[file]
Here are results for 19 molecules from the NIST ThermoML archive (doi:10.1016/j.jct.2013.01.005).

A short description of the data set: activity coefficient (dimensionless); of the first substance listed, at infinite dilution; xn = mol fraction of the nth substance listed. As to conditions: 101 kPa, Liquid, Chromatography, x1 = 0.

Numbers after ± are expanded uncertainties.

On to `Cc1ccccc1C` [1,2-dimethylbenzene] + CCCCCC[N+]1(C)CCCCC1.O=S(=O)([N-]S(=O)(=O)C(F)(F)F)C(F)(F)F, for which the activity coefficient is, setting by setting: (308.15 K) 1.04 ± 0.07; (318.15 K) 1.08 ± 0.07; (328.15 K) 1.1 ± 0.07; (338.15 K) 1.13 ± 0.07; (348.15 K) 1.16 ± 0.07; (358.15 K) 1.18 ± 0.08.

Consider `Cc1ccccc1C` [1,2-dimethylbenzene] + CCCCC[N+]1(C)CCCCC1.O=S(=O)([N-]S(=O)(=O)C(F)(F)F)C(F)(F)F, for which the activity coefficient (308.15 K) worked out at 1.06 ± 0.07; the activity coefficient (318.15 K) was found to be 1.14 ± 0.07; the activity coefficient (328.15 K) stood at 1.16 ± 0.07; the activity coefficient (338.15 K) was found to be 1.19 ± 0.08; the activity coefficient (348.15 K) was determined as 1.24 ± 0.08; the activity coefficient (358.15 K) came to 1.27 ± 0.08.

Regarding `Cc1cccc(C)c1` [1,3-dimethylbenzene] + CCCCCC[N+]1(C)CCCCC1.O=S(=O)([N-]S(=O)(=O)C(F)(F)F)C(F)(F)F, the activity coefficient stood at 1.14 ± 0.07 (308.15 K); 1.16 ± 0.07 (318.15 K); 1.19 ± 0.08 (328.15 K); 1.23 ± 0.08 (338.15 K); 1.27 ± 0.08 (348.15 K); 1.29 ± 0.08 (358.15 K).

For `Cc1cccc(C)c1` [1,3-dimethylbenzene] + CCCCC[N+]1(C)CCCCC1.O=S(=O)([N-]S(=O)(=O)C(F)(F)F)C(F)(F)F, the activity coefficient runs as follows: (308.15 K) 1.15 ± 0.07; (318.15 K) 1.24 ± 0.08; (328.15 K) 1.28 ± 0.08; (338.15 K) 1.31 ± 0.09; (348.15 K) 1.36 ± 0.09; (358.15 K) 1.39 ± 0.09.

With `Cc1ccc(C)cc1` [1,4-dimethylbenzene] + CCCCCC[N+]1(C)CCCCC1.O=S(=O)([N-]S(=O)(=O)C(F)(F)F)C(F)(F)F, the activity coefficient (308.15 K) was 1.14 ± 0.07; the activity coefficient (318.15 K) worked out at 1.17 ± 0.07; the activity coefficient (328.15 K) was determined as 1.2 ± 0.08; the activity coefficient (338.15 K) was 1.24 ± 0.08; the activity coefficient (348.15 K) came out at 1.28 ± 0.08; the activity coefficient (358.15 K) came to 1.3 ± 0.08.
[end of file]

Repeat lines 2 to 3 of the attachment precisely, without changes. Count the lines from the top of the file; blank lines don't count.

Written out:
A short description of the data set: activity coefficient (dimensionless); of the first substance listed, at infinite dilution; xn = mol fraction of the nth substance listed. As to conditions: 101 kPa, Liquid, Chromatography, x1 = 0.

Numbers after ± are expanded uncertainties.